One of those issues where Donald Trump’s presidential campaign diverged most strikingly from the norm was on the value of US alliances. In Europe, where US involvement has been a cornerstone of strategic and political strategy since the end of WWII, Trump’s election coincides with the rise of populist movements, reinforcing a sense that the existing security order is liable to change. But while the ascendant European populists have praised Trump fulsomely, the honeymoon may not last.
Part of this comes down to the difference between the US political system and its European counterparts. In Europe, Donald Trump would likely have run on the platform of a populist party, not an established centre-right one. The strength of the two-party system in the US meant that his only credible path to the presidency was through one of the major parties. In the event, that proved to be a successful strategy, but it means that he will need to work with the existing structures of the Republican Party to govern, rather than bringing in his own staff wholesale. His first appointments – of Republican operative Reince Priebus as Chief of Staff and far-right figure Steve Bannon as Senior Counsellor suggests that he will try to find some way of balancing between these two constituencies – or playing them off each other – rather than deferring entirely to one side or the other.
As of yet, we do not know which direction Trump will take in his top-level Cabinet picks. For the major foreign policy posts – principally State and Defense – he might defer to the traditional Republican establishment and pick someone like Senate Foreign Relations Chairman Bob Corker. Or he might pick someone more closely linked to his insurgent campaign, like former House Speaker Newt Gingrich. The Bannon/Priebus split, and his business career, suggests that he may split the difference and create competing power centres within his administration, some occupied by establishment figures and some by insurgents. The overall direction of his administration will be determined by which faction succeeds in gaining more traction with the occupant of the Oval Office – which might happen quickly, slowly, or possibly even never.
This uncertainty will have real policy impacts for Europe. On Russia, for example, the traditional Republican foreign policy establishment is intensely hawkish, whereas Trump’s base is somewhere between agnostic and actively supportive. That internal battle will complicate Trump’s relationship with European counterparts: as Russia becomes bolder in its support of nationalists elsewhere, as it surely will, stark divisions of national interest will emerge. For France’s far-right, Russia is a helpful ally; for Poland’s, it is a hated enemy. And while nationalist parties might agree on broad issue areas – multiculturalism, immigration, trade – they are by nature resistant to international collaboration. If Trump’s rise makes further victories by nationalistic parties more likely, the power struggle within his administration will immeasurably complicate collaboration on many of the biggest challenges they face.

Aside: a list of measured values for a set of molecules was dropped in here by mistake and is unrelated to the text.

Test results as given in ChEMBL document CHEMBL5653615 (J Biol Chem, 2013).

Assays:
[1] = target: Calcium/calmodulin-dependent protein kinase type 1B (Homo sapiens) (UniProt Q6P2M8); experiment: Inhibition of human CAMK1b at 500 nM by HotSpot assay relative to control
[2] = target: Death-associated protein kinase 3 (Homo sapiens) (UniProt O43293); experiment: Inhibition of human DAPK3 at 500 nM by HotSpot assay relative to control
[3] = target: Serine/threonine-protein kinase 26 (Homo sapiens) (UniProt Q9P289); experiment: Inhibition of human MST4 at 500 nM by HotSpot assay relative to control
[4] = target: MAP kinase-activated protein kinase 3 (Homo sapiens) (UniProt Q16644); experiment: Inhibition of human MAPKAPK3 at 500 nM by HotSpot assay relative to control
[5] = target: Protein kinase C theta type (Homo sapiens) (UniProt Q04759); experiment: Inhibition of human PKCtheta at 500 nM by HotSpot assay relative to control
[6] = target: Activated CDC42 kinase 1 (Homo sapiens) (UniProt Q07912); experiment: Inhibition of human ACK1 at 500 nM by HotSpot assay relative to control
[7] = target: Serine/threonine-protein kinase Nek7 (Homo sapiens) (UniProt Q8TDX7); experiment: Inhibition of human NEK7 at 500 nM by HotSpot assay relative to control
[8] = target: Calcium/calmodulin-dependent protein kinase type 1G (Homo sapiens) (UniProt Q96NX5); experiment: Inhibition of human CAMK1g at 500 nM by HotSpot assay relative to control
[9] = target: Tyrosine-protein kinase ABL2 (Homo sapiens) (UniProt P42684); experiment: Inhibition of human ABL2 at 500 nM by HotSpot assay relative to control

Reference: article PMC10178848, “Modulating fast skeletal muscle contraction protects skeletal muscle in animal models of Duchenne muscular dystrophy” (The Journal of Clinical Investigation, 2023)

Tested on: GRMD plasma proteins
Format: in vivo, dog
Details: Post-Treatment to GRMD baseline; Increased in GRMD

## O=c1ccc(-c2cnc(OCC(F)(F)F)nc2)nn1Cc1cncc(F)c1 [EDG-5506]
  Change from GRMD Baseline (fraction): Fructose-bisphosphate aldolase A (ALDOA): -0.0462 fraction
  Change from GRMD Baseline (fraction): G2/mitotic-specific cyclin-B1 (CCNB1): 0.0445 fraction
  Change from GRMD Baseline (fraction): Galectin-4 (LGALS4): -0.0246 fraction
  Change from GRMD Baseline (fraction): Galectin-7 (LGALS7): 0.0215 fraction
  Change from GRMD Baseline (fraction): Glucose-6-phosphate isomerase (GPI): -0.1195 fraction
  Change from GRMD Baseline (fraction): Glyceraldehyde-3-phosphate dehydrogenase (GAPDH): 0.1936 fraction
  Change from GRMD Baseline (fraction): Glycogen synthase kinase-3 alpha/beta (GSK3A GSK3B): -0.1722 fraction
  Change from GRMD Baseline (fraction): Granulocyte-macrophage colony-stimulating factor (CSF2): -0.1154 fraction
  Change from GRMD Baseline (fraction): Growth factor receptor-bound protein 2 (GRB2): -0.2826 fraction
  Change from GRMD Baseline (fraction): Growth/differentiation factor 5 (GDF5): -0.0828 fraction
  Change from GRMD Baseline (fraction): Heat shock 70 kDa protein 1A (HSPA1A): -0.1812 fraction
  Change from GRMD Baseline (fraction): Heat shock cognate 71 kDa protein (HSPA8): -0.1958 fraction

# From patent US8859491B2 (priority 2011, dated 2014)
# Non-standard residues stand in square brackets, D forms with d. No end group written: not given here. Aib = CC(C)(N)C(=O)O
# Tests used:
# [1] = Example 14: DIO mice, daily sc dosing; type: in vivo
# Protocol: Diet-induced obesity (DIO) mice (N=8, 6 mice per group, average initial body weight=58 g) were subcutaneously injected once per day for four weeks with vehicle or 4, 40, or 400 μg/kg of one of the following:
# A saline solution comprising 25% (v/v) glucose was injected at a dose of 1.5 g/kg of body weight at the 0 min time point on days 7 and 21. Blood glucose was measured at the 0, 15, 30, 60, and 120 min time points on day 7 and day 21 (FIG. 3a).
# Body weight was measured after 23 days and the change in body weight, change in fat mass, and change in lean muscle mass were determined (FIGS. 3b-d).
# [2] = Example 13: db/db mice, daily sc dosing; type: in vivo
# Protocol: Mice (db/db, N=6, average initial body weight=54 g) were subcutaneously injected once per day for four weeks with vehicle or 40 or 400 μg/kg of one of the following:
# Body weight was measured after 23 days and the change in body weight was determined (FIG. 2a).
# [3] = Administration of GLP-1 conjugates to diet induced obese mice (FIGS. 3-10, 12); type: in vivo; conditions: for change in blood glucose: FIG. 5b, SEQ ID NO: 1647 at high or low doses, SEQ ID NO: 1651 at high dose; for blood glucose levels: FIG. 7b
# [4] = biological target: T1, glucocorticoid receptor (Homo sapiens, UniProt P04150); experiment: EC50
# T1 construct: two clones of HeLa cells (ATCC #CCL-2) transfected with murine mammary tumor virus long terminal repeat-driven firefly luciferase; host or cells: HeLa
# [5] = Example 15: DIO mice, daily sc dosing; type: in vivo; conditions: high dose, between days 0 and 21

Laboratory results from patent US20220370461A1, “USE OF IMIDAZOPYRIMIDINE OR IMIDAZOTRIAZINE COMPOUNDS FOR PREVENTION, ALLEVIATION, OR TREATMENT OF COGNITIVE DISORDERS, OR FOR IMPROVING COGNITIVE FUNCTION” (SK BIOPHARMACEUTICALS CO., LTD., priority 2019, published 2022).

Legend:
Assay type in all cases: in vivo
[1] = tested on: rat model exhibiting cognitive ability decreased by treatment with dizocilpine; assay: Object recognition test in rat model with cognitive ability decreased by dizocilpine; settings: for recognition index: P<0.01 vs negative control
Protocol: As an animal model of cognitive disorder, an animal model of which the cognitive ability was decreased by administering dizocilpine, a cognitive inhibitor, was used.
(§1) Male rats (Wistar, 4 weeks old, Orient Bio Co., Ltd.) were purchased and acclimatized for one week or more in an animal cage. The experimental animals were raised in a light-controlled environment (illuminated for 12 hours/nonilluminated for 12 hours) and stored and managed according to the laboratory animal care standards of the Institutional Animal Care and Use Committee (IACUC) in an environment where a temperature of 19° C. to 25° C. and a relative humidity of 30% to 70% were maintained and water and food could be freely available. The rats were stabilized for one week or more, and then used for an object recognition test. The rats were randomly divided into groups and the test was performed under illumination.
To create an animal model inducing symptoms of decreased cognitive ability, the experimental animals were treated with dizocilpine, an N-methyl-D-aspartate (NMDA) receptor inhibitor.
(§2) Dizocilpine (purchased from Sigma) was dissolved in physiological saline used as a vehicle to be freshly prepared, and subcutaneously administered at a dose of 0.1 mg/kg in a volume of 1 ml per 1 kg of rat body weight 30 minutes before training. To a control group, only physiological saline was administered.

It also makes it more difficult for adversaries to judge where Trump’s aversion to foreign entanglements ends and his extreme hawkishness begins. If a conventional Republican Secretary of State urges confrontation with Russia and a Trumpist National Security Advisor urges restraint, the US government may not be able to effectively or accurately signal its intentions until the President makes a decision. But in a fast-moving world, delays and miscommunications can be the difference between a crisis spiralling and a crisis averted.
And here is where the “populist” tinge of Trump’s rise runs into a hard reality – a reality already being confronted by the British government as it navigates the complexities of turning the EU referendum into reality, and by other populist and insurgent movements which have succeeded in turning electoral appeal into real power. Politics is complex because the world is complex. And Trump’s simplistic sloganism will run into that reality – there are no simple solutions.
Dr Jacob Parakilas – Assistant head of the US and the Americas programme at Chatham House.Reuse content